source information “by writing into a memory and then reading
from the memory at an accelerated speed.” [3:42-44]

Tescher discloses the compression of an input video stream “for


subsequent utilization, e.g.[,] . . . recording on video tape or

GREMILLET ‘568 & TESCHER ‘012 - 25 -


other magnetic media, etc.” [2:43-45] Tescher thus
anticipates coupling the output of the compression means to a
random access storage means such as a hard disk for the purpose
of storing the compressed video.
[c] transmitting, in said burst time period, the stored time Gremillet explains that “[t]he information flow rate linked with
compressed representation of said received audio/video source classical music is approximately 0.5 Mbits/s. However, the
information to a selected destination. information flow rate of picture transmission channel used in
television (either broadcast, or by optical fibres or cable) is well
above this value.” [2:1-8] This makes it possible to transmit
“music comparessed [sic] in a factor of 200,” meaning that “a
musical work lasting one hour can be transmitted in 18 seconds.”
[2:8-12]

Gremillet describes a “video recorder” which is “housed with the


requesting subscriber” and records the transmitted information:
“the writing phase continues until the work has been completely
recorded. However, as stated hereinbefore, this phase is of a
short duration, in view of the high compression level of the
recorder information (greater than 100).” [4:16-40; see also
Claim 1]

Gremillet describes the “information flow rate” of the musical


works it transmits as “approximately 0.5 Mbit/s.” This is less
than the data rate of an uncompressed wideband audio signal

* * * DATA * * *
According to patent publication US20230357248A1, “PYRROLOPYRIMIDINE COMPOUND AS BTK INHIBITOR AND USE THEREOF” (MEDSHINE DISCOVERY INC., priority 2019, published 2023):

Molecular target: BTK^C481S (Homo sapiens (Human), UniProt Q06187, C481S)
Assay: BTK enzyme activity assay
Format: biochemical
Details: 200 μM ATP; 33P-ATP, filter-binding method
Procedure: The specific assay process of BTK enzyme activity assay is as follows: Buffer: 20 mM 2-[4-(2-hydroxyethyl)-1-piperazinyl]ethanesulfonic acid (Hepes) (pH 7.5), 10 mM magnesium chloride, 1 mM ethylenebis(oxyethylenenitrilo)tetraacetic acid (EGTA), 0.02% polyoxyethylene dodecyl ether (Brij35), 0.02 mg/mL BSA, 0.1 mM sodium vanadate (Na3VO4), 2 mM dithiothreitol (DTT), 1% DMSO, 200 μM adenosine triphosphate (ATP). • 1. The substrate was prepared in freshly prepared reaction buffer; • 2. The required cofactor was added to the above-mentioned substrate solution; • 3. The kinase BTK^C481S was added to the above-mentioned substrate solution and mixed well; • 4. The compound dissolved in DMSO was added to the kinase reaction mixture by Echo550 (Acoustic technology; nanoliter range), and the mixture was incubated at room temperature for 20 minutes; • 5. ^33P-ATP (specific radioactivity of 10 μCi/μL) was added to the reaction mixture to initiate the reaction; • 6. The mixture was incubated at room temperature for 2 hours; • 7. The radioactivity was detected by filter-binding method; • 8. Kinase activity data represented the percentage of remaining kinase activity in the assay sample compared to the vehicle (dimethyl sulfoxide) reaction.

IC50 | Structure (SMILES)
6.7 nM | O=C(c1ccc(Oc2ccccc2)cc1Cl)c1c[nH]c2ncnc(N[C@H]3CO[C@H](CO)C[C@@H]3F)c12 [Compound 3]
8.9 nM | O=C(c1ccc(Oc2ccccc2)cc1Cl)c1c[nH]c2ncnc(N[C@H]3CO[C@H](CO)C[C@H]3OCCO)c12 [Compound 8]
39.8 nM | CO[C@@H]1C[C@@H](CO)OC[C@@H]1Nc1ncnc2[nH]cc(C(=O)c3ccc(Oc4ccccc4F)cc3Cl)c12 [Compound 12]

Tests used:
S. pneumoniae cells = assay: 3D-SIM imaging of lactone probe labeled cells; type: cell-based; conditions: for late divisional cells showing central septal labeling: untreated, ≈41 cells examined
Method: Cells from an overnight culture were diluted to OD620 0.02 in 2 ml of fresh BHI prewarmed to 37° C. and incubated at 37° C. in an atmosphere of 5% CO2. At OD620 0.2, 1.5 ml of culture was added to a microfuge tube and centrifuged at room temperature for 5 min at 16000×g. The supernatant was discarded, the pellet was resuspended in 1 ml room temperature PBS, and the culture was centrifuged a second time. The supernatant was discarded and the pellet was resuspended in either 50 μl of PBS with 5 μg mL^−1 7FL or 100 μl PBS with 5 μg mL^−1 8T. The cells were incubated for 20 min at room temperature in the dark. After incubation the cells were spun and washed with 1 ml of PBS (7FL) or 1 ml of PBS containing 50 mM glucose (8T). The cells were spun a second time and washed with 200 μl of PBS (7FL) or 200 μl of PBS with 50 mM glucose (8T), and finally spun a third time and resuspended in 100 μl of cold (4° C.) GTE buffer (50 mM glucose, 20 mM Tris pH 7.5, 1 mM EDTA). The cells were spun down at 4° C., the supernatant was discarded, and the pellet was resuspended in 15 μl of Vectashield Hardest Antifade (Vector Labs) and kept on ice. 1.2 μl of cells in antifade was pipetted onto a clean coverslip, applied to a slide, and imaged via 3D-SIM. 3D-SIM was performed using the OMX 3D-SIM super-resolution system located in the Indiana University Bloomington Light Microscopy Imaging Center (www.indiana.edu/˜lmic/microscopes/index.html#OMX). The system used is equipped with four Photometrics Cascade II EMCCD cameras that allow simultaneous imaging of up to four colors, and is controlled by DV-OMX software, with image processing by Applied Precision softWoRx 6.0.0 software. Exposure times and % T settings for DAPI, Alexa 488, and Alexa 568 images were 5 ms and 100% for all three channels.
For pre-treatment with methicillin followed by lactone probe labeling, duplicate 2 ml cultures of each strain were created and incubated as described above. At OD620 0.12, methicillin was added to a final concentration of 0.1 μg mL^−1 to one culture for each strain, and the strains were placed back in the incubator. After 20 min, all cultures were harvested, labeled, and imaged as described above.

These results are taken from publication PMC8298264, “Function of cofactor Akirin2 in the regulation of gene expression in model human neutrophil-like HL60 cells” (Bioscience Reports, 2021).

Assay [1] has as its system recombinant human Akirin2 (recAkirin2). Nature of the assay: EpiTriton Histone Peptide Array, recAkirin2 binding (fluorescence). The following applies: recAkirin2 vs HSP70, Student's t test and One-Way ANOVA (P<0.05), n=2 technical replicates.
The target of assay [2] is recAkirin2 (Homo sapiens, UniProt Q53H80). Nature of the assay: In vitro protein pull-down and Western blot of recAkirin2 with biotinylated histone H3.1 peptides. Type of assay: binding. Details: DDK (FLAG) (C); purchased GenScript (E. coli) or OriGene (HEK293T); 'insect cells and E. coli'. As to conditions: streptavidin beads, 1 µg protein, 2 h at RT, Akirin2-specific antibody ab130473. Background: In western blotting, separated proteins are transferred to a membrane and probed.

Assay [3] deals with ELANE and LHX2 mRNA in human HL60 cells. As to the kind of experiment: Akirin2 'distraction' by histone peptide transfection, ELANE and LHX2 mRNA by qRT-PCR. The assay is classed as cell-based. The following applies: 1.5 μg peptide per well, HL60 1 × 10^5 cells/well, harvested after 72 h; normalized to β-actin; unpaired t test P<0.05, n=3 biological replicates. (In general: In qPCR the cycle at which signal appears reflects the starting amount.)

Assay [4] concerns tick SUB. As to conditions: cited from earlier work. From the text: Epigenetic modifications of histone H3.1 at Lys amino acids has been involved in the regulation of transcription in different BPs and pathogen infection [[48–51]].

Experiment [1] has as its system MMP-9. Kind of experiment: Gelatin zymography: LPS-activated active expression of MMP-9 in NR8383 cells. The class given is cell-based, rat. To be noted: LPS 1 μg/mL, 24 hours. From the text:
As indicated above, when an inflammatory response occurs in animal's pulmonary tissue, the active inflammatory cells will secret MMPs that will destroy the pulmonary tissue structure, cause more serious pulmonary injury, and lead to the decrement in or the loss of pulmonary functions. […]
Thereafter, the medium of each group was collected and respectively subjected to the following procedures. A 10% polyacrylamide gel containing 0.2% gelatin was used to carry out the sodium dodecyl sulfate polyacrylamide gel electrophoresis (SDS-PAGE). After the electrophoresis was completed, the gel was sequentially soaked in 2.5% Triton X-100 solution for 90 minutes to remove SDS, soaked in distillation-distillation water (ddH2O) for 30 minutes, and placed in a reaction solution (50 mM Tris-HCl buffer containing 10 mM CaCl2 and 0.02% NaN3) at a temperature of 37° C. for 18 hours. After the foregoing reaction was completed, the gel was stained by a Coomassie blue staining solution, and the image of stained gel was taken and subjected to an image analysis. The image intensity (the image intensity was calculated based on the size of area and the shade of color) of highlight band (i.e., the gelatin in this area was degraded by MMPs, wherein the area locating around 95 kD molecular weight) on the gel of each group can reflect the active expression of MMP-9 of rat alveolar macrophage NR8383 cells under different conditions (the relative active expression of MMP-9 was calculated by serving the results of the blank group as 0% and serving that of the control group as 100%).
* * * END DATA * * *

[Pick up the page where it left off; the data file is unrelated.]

(e.g. CD audio) which is approximately 0.7 Mbit/s, which
suggests that the audio information Gremillet transmits has also
been compressed in a manner that reduces the number of bits
used to represent the music.

Gremillet describes a “broadcasting means consisting of a


transmitter 31, a transmitting antenna 32, a receiving antenna 33,
or a cable or optical fibres 34,’ connecting the distribution center
with the subscriber equipment. [4:1-7]

GREMILLET ‘568 & TESCHER ‘012 - 26 -


Tescher describes the compression, encoding, and buffering of
time domain information signals “for subsequent utilization,
e.g.[,] transmission from a transmitting station to a receiving
station.” [2:43-44]. The described transfer from transmitting
to receiving station, “from an encoding site to a decoding site,”
discloses transmission of a compressed video stream to an
external device. [1:8-13]

839.19. A method as in claim 17 wherein said audio/video See citations above for claim 17.
source information comprises information received over a
communications link from a video library storing a multiplicity The Gremillet patent describes system that offers “to requesting
of programs of audio/video source information as time users, any piece of music of their choice (or any of the